Just a follow up:
Currently have this working (Juju kubernetes cluster on MAAS). I was not able to get packet forwarding to work properly or allow internet to pass through the rack/region controller. Some parts work work sometimes but not other times, during this process I tried all different networking configurations and this was not without collateral damage. Anything that was a ubuntu machine, unrelated to the cluster, got their DNS scrambled and I cannot get them to function on the local network for shared mounts, I get an unknown error in name resolution. Somewhere along the line MAAS brought these machines into it's domain, this is no longer the case but I still haven't figured out how to fix it. If anyone knows whats going on here any advice, besides reinstalling, would be helpful.
To get this working I had to use a rack/region controller, on 18.10, no extra packages at the time of install. I disconnected all but one physical network interface from every server and used a physical interface from pfsense, to a unique switch on it's own domain. The pfsense has DHCP enabled, can't get it working without it on, and so dose the rack/region. I created a reserved range in the dhcp space for both, non-overlapping. Rack/region has a static assignment in pfsense, TFTP server is named (RACK/REGION IP), and domain is named in pfsense. I had some trouble initially getting PXE to work after pfsense assigned an address, I'm not sure if enabling and disabling ignore BOOTP had any effect or if it was uninstalling the TFTP server package from Pfsense but it definitely didn't just work. Pfsense assigned the first IPs and would not forward them to the rack/region.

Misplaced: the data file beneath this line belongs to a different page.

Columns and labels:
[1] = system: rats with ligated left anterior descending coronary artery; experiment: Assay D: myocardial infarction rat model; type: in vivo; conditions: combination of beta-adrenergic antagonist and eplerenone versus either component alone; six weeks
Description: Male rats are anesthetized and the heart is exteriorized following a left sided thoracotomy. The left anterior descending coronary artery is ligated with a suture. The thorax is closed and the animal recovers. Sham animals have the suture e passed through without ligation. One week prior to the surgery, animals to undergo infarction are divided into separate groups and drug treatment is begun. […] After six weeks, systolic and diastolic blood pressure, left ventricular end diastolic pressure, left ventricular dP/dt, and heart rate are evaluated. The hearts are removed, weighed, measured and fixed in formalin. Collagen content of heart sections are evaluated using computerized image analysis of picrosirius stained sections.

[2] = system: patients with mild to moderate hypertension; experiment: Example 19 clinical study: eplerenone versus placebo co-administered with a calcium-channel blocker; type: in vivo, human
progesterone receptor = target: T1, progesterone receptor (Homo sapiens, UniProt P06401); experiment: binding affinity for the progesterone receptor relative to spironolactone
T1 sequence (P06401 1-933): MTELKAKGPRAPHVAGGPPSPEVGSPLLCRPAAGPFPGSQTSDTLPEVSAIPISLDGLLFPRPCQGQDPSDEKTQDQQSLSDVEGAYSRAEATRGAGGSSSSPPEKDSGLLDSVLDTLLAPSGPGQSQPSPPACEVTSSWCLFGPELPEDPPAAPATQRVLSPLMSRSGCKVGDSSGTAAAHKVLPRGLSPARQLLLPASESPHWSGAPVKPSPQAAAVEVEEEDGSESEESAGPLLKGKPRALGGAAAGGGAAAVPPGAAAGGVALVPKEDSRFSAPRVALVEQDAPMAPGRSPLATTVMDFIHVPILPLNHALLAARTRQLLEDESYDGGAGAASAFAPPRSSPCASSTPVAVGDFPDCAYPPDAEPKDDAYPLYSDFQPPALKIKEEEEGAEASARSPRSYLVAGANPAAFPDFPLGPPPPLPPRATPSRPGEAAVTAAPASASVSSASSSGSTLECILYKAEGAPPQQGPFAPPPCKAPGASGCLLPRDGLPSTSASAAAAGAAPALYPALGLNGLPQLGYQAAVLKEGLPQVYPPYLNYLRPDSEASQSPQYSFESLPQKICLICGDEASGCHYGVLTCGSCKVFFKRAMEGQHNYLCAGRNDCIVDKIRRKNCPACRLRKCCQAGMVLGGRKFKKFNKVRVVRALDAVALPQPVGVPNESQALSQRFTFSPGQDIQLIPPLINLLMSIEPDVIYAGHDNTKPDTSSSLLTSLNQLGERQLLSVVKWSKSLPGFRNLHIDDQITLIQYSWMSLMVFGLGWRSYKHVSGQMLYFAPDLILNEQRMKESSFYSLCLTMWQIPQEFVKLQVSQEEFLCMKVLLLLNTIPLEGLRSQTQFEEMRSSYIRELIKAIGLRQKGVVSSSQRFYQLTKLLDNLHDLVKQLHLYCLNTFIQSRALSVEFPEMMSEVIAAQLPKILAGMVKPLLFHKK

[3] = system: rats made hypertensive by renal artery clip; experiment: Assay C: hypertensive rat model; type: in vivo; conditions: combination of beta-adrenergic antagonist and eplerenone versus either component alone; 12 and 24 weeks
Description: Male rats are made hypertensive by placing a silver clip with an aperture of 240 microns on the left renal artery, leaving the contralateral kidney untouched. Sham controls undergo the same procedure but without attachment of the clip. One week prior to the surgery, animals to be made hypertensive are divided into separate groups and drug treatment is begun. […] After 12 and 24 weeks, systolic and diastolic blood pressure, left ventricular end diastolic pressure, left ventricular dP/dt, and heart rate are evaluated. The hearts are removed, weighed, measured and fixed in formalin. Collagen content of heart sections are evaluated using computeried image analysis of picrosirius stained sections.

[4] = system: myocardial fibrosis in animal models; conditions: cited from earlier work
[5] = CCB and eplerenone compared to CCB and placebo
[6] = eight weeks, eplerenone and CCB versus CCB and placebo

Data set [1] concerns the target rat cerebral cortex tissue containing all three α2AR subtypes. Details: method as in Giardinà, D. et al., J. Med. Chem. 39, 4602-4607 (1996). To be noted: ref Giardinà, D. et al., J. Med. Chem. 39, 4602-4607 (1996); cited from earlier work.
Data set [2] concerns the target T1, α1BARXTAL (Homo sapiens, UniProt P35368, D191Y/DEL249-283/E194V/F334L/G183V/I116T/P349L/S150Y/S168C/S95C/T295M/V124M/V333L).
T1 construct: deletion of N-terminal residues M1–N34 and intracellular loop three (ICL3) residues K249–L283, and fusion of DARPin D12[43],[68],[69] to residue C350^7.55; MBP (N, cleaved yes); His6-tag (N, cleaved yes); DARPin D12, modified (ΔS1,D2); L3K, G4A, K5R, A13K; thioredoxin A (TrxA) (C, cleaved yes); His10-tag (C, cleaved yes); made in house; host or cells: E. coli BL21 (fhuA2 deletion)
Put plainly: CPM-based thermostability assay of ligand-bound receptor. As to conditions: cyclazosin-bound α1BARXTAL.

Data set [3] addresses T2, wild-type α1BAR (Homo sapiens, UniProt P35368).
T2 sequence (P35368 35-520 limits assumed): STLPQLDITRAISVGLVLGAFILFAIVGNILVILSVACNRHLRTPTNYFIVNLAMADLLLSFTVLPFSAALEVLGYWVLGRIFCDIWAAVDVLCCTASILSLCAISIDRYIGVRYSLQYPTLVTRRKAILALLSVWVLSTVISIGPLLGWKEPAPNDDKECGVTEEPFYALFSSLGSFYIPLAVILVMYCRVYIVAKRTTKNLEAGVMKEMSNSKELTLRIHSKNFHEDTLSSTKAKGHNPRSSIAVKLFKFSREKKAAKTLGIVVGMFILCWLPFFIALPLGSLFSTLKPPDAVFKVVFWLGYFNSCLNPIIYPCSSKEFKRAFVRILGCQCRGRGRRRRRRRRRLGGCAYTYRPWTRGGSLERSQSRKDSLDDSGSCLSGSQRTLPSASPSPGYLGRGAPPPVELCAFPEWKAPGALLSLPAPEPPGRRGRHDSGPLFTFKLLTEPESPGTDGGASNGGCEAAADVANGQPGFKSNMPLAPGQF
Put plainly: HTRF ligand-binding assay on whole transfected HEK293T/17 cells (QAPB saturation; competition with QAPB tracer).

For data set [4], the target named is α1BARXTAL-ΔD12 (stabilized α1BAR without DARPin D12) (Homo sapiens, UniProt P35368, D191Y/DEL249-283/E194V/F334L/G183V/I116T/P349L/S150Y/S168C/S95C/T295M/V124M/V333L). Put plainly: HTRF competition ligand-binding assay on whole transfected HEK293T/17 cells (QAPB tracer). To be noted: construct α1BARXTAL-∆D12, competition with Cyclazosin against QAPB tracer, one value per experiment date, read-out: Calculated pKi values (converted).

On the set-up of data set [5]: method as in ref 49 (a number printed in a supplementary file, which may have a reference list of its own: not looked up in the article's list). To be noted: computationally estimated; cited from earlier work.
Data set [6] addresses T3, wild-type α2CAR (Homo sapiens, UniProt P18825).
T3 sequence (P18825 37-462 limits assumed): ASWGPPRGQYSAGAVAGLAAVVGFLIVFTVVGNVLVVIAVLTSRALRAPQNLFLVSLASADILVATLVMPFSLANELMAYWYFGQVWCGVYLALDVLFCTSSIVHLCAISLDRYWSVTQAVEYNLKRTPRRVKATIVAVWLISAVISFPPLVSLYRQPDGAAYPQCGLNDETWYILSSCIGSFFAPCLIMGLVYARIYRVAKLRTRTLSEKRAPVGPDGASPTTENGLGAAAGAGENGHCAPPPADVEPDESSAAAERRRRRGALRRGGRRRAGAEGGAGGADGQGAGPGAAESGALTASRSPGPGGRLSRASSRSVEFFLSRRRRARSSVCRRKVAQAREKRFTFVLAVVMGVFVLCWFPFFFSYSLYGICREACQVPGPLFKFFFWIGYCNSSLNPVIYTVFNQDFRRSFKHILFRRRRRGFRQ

I'm still not pleased with this setup, the networking does not seem to make much sense, not that pfsense is any better. I'm not sure what exactly can be done here other than finding a detailed description of lower level networking. I would like a better path to network isolation for this type of setup, using only one nic seemed to be the key but that is not how I gathered it from documentation. One NIC on the MAAS controller I definitely did not see mentioned anywhere but this seemed to be the key. I'll keep this open until I figure out what fuckery happened to the rest of the network.